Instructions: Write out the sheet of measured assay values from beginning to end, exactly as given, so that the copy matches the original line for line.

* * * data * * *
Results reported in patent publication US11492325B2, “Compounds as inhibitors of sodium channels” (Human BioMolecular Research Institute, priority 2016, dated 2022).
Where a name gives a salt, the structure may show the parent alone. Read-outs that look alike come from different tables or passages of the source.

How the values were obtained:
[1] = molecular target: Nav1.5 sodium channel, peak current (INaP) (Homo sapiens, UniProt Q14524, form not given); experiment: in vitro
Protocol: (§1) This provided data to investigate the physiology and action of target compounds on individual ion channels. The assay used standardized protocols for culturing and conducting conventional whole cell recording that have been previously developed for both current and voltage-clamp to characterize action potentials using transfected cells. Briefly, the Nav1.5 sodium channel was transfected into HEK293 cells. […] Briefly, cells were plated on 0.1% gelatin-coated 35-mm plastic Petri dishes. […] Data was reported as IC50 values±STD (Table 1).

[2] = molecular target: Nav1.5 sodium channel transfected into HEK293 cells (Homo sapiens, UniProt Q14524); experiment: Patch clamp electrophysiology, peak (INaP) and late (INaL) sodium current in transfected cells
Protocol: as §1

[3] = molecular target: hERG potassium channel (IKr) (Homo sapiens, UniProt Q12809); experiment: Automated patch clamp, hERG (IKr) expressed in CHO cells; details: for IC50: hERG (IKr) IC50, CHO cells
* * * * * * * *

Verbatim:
Results reported in patent publication US11492325B2, “Compounds as inhibitors of sodium channels” (Human BioMolecular Research Institute, priority 2016, dated 2022).
Where a name gives a salt, the structure may show the parent alone. Read-outs that look alike come from different tables or passages of the source.

How the values were obtained:
[1] = molecular target: Nav1.5 sodium channel, peak current (INaP) (Homo sapiens, UniProt Q14524, form not given); experiment: in vitro
Protocol: (§1) This provided data to investigate the physiology and action of target compounds on individual ion channels. The assay used standardized protocols for culturing and conducting conventional whole cell recording that have been previously developed for both current and voltage-clamp to characterize action potentials using transfected cells. Briefly, the Nav1.5 sodium channel was transfected into HEK293 cells. […] Briefly, cells were plated on 0.1% gelatin-coated 35-mm plastic Petri dishes. […] Data was reported as IC50 values±STD (Table 1).

[2] = molecular target: Nav1.5 sodium channel transfected into HEK293 cells (Homo sapiens, UniProt Q14524); experiment: Patch clamp electrophysiology, peak (INaP) and late (INaL) sodium current in transfected cells
Protocol: as §1

[3] = molecular target: hERG potassium channel (IKr) (Homo sapiens, UniProt Q12809); experiment: Automated patch clamp, hERG (IKr) expressed in CHO cells; details: for IC50: hERG (IKr) IC50, CHO cells